For young adults living with diabetes, preparing for college can be a difficult time. Managing diabetes while trying to make sense of a new world, social network and expectations can be especially challenging. You’re not alone! There are many resources in place to help support this transition.
The following are stories shared by College Diabetes Network (CDN) Students, involved in CDN’s Student Advisory Committee (SAC), about their experiences heading off to college, and navigating life on campus, with diabetes.
The College Diabetes Network provides programs for young adults with diabetes to help make their college experience safer and more successful. The American Diabetes Association is working with CDN to help further this goal.
School: University of California – San Diego (UCSD), Class of 2017
I was diagnosed with type 1 diabetes in the middle of finals week during my sophomore year of college, about a year ago. It was a scary experience. I was mainly preoccupied with what needed to be done to end the quarter with good grades and I started panicking a bit. However, my parents had driven up from Arizona to help me sort everything all out.
I told my roommates about my diagnosis as soon as it happened. They were wondering why I had to stay away in the hospital for four days and were very supportive. And when it came to my professors and others knowing, the Student Disabilities Office handled a lot of the class and exam accommodations. My parents took me to visit the office and I made an appointment with one of the counselors. She gave me paperwork that allowed me to leave during the exams to self-manage my diabetes and then return to the testing room. This took some of the pressure off. I was very happy this service was offered at UCSD in addition to the support from my peers.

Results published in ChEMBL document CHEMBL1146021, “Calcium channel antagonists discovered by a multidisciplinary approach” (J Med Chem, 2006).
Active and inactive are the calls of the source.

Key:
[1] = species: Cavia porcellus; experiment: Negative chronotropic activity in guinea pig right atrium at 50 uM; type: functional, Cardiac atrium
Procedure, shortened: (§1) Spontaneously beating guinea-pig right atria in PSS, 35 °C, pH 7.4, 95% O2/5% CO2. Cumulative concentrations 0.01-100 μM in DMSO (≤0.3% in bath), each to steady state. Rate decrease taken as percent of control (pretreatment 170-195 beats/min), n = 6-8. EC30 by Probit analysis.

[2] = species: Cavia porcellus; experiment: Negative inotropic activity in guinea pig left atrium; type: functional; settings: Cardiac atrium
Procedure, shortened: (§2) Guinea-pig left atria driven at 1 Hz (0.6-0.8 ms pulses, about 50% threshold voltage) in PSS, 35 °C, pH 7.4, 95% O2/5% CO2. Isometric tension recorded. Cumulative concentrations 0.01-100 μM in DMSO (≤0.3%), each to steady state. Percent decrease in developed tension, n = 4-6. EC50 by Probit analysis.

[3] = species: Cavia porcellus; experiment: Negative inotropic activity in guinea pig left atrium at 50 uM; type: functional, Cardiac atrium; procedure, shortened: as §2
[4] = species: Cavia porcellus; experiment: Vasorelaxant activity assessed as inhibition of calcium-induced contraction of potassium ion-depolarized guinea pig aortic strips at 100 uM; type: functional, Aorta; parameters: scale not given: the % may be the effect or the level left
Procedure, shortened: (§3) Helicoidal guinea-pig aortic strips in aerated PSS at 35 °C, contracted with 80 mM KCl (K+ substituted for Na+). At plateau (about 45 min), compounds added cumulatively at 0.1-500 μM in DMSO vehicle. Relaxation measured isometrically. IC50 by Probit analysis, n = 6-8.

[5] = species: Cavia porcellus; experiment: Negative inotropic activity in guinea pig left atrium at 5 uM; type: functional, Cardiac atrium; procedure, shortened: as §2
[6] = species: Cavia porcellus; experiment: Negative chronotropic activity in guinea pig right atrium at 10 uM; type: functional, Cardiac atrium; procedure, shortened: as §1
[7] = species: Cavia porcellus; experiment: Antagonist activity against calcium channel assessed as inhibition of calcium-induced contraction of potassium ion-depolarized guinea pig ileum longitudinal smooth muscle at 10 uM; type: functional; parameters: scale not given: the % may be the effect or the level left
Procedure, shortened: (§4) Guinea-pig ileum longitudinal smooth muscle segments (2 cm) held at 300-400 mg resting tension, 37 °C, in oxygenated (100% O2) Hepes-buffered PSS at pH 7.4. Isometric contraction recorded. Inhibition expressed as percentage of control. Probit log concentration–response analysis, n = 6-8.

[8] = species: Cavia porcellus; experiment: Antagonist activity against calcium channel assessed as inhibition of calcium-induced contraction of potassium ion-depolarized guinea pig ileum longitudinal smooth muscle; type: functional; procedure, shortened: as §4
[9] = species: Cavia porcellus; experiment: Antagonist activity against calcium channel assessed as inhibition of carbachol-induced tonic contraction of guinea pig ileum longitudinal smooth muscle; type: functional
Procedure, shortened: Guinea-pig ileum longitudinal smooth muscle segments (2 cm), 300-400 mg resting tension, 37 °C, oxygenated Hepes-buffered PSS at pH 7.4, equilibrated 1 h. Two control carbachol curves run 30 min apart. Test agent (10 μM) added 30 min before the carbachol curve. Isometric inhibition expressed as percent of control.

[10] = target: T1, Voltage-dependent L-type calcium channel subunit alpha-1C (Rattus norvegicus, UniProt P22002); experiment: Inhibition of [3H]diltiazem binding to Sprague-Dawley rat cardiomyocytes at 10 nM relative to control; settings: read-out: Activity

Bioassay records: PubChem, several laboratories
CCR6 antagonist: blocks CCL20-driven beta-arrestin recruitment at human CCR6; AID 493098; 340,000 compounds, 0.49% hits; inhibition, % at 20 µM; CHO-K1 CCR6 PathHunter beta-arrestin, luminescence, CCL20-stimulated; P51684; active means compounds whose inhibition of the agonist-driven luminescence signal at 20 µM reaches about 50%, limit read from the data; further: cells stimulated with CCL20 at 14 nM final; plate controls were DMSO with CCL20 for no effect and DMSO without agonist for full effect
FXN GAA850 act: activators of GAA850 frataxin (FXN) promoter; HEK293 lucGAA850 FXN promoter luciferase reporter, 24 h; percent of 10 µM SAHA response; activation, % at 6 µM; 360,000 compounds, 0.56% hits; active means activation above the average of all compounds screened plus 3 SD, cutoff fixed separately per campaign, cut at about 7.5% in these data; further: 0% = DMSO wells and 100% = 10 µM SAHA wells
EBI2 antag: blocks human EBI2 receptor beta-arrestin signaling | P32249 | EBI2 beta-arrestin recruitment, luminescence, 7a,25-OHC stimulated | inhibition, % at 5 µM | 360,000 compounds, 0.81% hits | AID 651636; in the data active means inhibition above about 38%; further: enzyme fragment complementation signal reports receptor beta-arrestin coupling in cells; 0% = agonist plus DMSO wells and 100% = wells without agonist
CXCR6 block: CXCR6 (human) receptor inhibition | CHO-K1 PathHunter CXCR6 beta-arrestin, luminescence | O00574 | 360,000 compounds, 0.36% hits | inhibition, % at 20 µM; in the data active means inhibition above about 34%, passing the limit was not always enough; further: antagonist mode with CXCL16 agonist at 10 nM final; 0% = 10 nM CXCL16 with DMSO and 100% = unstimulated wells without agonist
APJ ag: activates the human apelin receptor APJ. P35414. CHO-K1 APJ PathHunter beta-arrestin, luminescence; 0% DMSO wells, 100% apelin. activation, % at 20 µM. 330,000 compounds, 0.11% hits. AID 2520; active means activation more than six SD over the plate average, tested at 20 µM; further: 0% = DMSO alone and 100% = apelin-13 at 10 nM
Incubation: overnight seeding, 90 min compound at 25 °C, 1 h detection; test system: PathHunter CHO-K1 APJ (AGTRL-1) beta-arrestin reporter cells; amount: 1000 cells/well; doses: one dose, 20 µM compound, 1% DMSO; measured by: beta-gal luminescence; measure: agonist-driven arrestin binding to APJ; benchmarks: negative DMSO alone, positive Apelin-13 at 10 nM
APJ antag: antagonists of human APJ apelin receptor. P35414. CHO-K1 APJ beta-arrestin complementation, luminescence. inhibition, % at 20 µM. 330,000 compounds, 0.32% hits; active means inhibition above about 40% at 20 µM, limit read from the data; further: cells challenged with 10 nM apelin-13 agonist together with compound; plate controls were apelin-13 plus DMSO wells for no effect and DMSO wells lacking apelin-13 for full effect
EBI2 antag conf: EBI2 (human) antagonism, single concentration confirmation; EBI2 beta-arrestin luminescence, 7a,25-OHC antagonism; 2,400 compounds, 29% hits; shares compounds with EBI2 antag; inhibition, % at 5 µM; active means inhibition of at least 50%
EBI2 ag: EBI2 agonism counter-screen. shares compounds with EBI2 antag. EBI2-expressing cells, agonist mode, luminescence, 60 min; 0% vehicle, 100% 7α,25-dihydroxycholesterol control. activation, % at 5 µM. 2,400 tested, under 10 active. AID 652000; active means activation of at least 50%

It’s been challenging to face new situations while still living the college life. Checking my continuous glucose monitor during exams, giving insulin shots in the middle of class, rummaging around in my backpack for foods to help treat lows (and then proceeding to eat them all within five minutes)—it has been overwhelming.
Although I was diagnosed in college, one thing I wish I knew about diabetes management was learning how to eat on a schedule and not skip meals (especially before exams). I’m extremely busy with classes and exams, but meal planning is just as important and makes a difference in my blood glucose levels.
Our CDN chapter was just founded in September 2015. I loved meeting other students living with type 1 diabetes and working together to make this chapter thrive. As the founder of the chapter, I am looking forward to also serving as chapter leader in the future and hosting and participating in events in and out of college, including diabetes walks.
My advice to incoming students living with diabetes is to not be scared! There are other people on campus working with the same challenges as you. If you can’t find them, look for a CDN chapter at your school. And if there isn’t a chapter yet, start one! It’s important to have a positive relationship with everyone you surround yourself with; a support group also helps! Thanks to the help and support of my family, friends and medical team, I was able to finish that year of college and continue working on my education.
The College Diabetes Network (CDN) is a 501c3 non-profit organization, whose mission is to use the power of peers, access to resources, and grassroots leadership to fill the gaps experienced by young adults with diabetes and make their college experience safer and more successful. CDN’s vision is to empower young adults with diabetes to thrive in all of their personal, healthcare, and scholastic endeavors. CDN has over 80 campuses with 60+ affiliated chapters. Sign-up for more information here.
Diabetes Forecast magazine and the College Diabetes Network recently published a “Thrive Guide for Young Adults” with tips for doing college with diabetes. Visit diabetesforecast.org and diabetes.org for more information.